Quite frankly I think the first problem you're going to run into is switching from NURBS Modeling to Box modeling (The first program I actually learned was Rhino 4.0). The difference between NURBS and Box modeling is that NURBS is for production, as in something that needs to be accurate to the .0001mm, while box modeling is not as precise as you dont need to be precise when working for film. Box Modeling is much quicker, and much more effecient than NURBS (my NURBS workflow was basically to draw the lines out to make the object then Sweep2 or Loft the planes in).
Any of these programs offer good box modeling solutions and none of them is right or wrong Cinema 4D, Maya, 3DS Max, XSI, Houdini.
Then comes UV Unwrapping, if you know how upholstery works this is basically the same thing, you basically are creating a 2D image of the 3D object so that you can tell the program where to put colors on the 3D object by placing them on the 2D image.
Then comes texturing
Then you pat yourself on the back and say I'm awesomesauce
Found this at Cgsociety pertaining to positions in the industry.
Just off the top of my head (and apologies to any of my lovely colleagues if I accidentally skip their department), these are the roles you'll find in any big studio (ignoring HR, recruiting, IT and upper management as they're not specific to this industry):
Line producers - deal with budgets, schedules, etc. They ensure the film is running on schedule and in accordance to budget.
Production manager - the name of this role may change from studio to studio but generally speaking, during a show each department (assets, animation, etc) will have a production manager who deals with production stuff for that department only. So similar to a line producer but a kind of mini overlord for that department specifically.
VFX producer - the overall studio-side producer for the show. Has the final call on bids, budgets, etc and deals directly with the clients.
Production co-ordinators - there are usually one or two per department, they deal directly with the artists on a day-to-day basis to ensure everyone knows what they need to do, keeps them up to date with schedules and scheduling changes, organises dailies, etc.
VFX editor - these guys and gals keep up to date with all the latest changes from the client's edit, and manage all the shots for dailies and output.
There are definitely other job roles related to editorial like data ops and stuff, who deal with receiving all the turnover (footage) from the client, digitising stuff, dealing with storage and whatnot.
Concept artists - as the title suggests, they do concept art for the show. Not all studios have internal art departments but it does seem to be an increasing trend for them to have one.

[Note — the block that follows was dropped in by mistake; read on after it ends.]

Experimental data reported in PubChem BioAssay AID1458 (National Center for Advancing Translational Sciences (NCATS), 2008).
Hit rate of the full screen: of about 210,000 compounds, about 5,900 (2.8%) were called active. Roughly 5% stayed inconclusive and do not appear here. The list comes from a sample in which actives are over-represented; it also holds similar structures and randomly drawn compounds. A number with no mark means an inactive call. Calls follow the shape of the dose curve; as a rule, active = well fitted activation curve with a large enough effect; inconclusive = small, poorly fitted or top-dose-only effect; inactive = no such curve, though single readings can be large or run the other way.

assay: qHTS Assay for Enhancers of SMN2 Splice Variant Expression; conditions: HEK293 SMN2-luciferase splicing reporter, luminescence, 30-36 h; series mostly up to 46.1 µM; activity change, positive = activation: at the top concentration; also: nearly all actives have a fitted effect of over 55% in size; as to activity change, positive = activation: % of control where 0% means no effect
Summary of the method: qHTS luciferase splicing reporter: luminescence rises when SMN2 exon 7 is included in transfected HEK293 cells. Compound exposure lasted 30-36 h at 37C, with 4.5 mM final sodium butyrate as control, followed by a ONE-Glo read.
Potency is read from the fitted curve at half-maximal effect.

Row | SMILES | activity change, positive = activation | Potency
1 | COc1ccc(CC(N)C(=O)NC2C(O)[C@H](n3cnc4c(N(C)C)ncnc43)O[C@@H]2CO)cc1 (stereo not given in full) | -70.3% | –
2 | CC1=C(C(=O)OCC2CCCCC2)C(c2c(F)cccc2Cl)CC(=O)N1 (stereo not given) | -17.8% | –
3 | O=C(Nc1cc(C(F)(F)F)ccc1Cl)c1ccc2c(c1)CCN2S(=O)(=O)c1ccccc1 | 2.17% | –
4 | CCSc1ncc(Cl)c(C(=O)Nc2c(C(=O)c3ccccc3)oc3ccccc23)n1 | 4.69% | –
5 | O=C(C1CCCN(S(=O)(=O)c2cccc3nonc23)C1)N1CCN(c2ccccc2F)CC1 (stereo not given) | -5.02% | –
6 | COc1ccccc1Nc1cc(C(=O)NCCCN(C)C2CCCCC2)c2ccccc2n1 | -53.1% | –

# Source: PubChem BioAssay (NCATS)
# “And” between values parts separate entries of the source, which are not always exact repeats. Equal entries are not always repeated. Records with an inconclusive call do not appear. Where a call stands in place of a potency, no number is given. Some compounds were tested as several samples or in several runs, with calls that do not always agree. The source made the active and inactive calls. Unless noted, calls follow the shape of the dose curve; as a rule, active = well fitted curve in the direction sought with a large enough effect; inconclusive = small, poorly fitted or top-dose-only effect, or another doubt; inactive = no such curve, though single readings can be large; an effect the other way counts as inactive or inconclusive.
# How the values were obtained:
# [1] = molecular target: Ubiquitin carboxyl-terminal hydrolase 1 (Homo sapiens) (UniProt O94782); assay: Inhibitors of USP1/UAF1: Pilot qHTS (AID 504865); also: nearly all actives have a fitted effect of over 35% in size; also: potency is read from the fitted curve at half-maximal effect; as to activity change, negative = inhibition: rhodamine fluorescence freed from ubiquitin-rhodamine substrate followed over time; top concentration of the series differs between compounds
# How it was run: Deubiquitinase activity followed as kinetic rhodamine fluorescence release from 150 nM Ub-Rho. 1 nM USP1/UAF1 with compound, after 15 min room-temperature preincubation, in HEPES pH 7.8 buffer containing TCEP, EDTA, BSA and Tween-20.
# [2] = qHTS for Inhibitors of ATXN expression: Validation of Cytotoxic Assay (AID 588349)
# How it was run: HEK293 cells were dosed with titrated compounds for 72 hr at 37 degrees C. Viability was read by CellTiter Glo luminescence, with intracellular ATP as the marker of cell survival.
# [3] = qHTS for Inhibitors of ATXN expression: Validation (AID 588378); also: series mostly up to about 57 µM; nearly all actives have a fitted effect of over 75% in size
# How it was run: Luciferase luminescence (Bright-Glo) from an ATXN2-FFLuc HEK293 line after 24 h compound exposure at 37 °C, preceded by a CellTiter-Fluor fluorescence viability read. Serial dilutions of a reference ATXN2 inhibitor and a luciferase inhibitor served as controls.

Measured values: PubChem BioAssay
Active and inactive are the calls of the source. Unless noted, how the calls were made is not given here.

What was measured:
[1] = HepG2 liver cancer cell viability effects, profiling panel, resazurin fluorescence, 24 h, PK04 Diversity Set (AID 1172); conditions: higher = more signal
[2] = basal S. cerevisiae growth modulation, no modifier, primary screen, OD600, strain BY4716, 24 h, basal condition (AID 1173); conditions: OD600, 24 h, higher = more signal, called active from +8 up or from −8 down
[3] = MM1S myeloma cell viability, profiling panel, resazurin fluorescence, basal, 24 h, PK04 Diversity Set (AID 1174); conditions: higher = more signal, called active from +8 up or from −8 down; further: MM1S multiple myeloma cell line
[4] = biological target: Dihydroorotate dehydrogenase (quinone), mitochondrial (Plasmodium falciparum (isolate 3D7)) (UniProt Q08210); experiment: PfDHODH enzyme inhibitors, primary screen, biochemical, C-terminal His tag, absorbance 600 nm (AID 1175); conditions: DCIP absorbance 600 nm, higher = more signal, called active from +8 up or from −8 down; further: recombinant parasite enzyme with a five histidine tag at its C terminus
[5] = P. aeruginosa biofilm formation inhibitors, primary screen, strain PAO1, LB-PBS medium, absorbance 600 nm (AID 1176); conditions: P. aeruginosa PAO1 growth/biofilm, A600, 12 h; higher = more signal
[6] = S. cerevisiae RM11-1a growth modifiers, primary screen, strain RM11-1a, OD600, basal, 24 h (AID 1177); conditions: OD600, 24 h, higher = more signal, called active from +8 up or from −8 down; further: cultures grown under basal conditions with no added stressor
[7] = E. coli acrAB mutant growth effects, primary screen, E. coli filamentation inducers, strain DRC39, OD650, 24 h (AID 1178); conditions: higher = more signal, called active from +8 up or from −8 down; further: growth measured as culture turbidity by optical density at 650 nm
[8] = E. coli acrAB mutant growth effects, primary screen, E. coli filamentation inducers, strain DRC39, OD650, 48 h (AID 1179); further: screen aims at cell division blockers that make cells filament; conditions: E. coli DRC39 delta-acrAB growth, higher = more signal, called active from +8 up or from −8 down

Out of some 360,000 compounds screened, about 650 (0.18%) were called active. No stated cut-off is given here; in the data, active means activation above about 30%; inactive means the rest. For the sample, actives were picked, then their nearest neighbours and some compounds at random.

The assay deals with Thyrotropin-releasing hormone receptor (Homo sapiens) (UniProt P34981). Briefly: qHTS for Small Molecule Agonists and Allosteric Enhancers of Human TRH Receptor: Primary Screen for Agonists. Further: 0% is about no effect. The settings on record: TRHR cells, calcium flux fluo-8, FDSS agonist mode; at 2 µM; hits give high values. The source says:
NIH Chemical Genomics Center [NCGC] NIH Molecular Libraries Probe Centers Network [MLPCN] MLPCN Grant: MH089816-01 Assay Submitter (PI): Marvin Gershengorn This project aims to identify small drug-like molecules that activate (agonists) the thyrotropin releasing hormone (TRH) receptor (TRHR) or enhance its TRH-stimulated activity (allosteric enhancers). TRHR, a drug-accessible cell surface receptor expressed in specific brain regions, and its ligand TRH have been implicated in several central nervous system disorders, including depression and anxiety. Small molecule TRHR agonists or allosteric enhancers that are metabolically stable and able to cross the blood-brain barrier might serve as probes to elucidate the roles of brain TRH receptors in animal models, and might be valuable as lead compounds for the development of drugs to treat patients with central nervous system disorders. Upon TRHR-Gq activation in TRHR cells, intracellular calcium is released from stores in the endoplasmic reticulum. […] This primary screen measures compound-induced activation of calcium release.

Art director - oversees the conceptual work and sometimes also works on the overall look of the show together with the director and VFX sup.
Roto - separate footage into useable layers for compositing. Kinda like using the Pen tool in Photoshop, but on a frame-by-frame basis to, for example, take a character from a plate and put it on its own layer, so that some CG can be inserted inbetween. This is commonly an entry-level position but many people do actually specialise in it longterm.
Matchmove / Tracking - make CG versions of the cameras on-set to ensure that rendered footage sits in the frame correctly.
Modeller - doesn't need an explanation.
Texture painter - doesn't need an explanation.
Rigger/Character TD - doesn't need an explanation, but do bear in mind that TD means "technical director", meaning that this is an artist who also has a strong technical skillset for scripting and other technical tasks.
Lookdev TD - sets up shaders.
Lighting TD - does lighting (lookdev and lighting artists often do both roles).
Generalist TD - an all round technical artist who can help with lots of different stuff.
FX / Effects TD - particles, simulations, cloth, etc.
Animator - doesn't need an explanation.
Animation director - oversees all animation on the show.
Matte painters - doesn't need an explanation.
Layout - works together with the art department to design the layout of props, buildings and stuff in scenes.
Compositors - usually just called comp, doesn't need an explanation.
CG supervisor - works beneath the VFX supervisor, often more directly and more frequently with the artists and department production than the VFX supervisor. Occasionally more than one per show.
VFX supervisor - oversees all the VFX, is basically in charge of the creative side of a show, but also deals with production. Studios assign one internal VFX sup to each show.
Pipeline TD / R&D - develops in-house tools and software to manage the studio's workflow.
Software engineer - develops in-house tools specifically related to creative processes (ie not pipeline related), although this role can differ from studio to studio.
Render wrangler - takes care of the render farm and manages rendering.
Hopefully I haven't left anyone out!